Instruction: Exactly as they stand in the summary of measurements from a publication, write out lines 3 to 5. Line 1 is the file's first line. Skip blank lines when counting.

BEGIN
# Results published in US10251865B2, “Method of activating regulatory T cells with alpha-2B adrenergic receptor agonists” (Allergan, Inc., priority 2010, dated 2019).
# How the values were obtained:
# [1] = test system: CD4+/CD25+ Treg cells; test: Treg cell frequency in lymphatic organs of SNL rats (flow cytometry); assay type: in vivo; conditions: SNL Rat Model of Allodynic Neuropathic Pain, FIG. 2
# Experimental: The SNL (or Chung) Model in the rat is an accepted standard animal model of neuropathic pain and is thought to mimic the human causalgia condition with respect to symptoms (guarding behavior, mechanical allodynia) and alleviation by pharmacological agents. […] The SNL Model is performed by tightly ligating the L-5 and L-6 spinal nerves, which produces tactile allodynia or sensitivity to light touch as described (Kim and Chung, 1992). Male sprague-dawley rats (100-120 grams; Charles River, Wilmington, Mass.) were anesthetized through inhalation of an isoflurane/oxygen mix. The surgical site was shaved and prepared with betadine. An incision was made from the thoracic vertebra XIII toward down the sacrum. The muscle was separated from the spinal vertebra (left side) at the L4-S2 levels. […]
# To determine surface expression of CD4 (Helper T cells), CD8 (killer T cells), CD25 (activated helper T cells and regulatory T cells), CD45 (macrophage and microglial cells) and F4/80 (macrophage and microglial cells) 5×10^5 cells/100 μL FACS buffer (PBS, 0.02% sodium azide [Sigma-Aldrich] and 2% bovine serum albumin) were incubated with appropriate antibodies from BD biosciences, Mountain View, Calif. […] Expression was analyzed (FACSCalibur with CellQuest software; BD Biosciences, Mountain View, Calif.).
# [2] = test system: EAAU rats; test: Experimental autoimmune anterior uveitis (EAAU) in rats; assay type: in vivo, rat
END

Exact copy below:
# [1] = test system: CD4+/CD25+ Treg cells; test: Treg cell frequency in lymphatic organs of SNL rats (flow cytometry); assay type: in vivo; conditions: SNL Rat Model of Allodynic Neuropathic Pain, FIG. 2
# Experimental: The SNL (or Chung) Model in the rat is an accepted standard animal model of neuropathic pain and is thought to mimic the human causalgia condition with respect to symptoms (guarding behavior, mechanical allodynia) and alleviation by pharmacological agents. […] The SNL Model is performed by tightly ligating the L-5 and L-6 spinal nerves, which produces tactile allodynia or sensitivity to light touch as described (Kim and Chung, 1992). Male sprague-dawley rats (100-120 grams; Charles River, Wilmington, Mass.) were anesthetized through inhalation of an isoflurane/oxygen mix. The surgical site was shaved and prepared with betadine. An incision was made from the thoracic vertebra XIII toward down the sacrum. The muscle was separated from the spinal vertebra (left side) at the L4-S2 levels. […]
# To determine surface expression of CD4 (Helper T cells), CD8 (killer T cells), CD25 (activated helper T cells and regulatory T cells), CD45 (macrophage and microglial cells) and F4/80 (macrophage and microglial cells) 5×10^5 cells/100 μL FACS buffer (PBS, 0.02% sodium azide [Sigma-Aldrich] and 2% bovine serum albumin) were incubated with appropriate antibodies from BD biosciences, Mountain View, Calif. […] Expression was analyzed (FACSCalibur with CellQuest software; BD Biosciences, Mountain View, Calif.).